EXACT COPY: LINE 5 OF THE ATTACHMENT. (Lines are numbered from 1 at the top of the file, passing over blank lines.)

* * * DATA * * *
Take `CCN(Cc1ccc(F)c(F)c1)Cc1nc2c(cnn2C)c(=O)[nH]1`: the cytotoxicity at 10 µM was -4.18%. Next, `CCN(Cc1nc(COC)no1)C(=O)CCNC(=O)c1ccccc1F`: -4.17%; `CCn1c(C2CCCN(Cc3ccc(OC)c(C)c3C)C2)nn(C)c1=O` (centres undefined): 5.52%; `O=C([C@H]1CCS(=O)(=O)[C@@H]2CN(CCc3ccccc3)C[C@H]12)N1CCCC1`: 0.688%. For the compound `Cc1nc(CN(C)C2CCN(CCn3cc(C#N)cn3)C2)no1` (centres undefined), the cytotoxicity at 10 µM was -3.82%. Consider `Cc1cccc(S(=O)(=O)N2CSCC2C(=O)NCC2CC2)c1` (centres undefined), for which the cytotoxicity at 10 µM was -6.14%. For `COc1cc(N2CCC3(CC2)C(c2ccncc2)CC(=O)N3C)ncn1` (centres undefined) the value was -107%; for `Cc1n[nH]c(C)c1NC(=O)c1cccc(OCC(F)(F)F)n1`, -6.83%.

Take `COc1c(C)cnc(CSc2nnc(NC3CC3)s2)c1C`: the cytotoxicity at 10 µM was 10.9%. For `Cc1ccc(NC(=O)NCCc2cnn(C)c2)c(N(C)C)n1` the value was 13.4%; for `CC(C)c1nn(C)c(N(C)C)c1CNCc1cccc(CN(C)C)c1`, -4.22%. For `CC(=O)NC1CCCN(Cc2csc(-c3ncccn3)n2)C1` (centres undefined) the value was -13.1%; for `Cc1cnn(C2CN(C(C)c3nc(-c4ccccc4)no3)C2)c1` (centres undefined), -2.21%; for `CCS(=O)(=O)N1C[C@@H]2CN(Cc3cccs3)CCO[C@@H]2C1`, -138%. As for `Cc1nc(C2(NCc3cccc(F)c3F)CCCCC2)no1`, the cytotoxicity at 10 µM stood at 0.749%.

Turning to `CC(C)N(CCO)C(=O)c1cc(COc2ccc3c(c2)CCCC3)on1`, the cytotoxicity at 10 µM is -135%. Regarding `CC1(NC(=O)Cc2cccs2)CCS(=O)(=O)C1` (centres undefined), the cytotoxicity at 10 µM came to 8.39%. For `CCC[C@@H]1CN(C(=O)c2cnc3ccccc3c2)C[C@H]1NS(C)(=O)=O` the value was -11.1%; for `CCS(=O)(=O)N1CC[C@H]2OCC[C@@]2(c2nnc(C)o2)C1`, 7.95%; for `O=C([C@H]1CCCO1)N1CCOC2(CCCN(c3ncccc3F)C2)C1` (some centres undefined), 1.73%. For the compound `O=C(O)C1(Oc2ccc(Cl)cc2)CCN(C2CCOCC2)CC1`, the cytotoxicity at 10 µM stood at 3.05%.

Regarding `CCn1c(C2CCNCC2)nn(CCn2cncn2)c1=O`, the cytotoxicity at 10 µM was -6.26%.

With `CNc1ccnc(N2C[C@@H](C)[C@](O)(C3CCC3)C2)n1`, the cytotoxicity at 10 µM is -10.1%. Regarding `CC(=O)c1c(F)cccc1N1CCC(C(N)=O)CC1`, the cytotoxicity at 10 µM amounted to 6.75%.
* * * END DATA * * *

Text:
With `CNc1ccnc(N2C[C@@H](C)[C@](O)(C3CCC3)C2)n1`, the cytotoxicity at 10 µM is -10.1%. Regarding `CC(=O)c1c(F)cccc1N1CCC(C(N)=O)CC1`, the cytotoxicity at 10 µM amounted to 6.75%.